Tunisian president seeks more powers in new constitution
Tunisian President Kais Saied on Friday unveiled a new draft constitution that would bestow broad powers to the president and curtail the authority of the prime minister and parliament.
A referendum on the constitution is scheduled for July 25, exactly to the day when a year earlier Saied suspended parliament and seized power. He said the move was necessary to "save the country" from political and economic crisis, prompting strong criticism from the opposition, which accuses him of slide toward totalitarianism.
Several organizations, including the powerful central trade union, the UGTT, have deplored the absence of a public dialogue in preparing the new constitution, which they have dubbed "the Constitution of Kais Saied."
The draft text, published late Thursday night, would give the president greater executive power than the prime minister and establish a bicameral parliamentary system for the first time.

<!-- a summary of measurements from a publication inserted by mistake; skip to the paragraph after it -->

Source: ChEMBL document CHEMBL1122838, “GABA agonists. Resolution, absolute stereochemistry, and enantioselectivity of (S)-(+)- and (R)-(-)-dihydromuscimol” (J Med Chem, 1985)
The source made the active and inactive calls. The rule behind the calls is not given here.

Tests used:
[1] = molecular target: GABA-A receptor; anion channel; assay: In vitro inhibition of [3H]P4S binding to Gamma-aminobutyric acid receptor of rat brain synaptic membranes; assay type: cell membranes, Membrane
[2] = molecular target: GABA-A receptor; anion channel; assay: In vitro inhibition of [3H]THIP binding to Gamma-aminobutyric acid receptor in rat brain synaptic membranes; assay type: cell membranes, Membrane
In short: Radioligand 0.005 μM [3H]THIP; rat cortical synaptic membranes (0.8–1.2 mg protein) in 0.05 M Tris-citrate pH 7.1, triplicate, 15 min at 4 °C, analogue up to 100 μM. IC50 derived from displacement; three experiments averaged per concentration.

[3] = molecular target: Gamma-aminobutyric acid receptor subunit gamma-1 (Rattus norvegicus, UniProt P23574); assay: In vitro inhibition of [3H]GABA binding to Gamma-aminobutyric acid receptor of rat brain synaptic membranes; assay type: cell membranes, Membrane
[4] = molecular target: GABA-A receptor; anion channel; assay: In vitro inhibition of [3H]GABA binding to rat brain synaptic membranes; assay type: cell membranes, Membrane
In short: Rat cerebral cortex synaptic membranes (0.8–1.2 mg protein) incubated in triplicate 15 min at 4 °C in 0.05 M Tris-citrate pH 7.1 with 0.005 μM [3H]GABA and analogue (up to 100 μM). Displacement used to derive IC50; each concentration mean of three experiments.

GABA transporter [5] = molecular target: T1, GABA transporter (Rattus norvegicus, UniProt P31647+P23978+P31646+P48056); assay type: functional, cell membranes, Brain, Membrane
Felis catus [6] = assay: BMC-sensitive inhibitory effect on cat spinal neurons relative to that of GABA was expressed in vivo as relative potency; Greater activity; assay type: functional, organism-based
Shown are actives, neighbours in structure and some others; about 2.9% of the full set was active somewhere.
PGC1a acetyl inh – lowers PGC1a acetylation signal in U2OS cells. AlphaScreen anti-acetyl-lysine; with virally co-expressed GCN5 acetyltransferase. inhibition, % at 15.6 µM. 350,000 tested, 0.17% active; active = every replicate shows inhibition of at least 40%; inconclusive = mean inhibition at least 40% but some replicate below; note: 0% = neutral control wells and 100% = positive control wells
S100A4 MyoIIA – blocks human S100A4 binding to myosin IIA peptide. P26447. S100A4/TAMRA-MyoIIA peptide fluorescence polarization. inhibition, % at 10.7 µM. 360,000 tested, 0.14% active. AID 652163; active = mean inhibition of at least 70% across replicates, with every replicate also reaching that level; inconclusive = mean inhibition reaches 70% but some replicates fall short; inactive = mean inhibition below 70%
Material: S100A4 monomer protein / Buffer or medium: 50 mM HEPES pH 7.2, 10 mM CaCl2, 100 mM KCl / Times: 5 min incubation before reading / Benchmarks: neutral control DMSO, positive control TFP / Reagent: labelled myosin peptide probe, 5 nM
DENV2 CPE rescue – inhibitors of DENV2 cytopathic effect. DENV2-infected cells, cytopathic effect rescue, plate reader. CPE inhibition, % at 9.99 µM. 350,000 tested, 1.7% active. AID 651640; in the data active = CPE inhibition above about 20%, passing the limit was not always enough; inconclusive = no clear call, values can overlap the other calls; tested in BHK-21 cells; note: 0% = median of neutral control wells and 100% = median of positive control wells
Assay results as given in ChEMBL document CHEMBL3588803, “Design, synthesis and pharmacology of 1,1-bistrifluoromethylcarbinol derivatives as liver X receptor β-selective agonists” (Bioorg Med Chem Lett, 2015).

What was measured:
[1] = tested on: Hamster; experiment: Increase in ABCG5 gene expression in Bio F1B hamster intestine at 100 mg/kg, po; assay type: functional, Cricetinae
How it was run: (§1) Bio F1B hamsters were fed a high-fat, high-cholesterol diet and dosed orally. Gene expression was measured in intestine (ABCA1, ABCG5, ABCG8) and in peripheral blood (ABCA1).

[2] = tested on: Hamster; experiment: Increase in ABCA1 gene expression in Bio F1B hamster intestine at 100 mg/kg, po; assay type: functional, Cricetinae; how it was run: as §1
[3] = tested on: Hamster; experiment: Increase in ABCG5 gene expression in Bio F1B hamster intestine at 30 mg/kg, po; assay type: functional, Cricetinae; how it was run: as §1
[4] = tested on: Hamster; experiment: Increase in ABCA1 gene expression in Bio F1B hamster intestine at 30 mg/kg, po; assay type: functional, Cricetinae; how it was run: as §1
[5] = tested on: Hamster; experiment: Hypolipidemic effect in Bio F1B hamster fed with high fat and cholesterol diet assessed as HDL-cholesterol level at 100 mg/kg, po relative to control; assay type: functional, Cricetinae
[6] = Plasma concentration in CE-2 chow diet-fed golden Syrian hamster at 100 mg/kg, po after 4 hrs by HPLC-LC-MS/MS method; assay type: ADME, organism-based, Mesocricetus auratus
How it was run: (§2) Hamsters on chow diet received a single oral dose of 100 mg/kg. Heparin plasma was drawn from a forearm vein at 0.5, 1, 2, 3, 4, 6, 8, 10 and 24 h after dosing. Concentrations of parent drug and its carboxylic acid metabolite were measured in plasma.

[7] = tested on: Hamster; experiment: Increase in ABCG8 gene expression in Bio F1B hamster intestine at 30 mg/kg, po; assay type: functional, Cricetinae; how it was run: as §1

That would be a big shift from the current constitution, which was seen as groundbreaking when it was passed in 2014 after consultations with multiple groups.
The 2014 constitution sought to limit presidential power after the Arab Spring protests put an end to 23 years of unchallenged reign by former President Zine El Abidine Ben Ali. He was overthrown in 2011 by a popular revolt in Tunisia which triggered a similar movement in several countries of the region against autocratic leaders.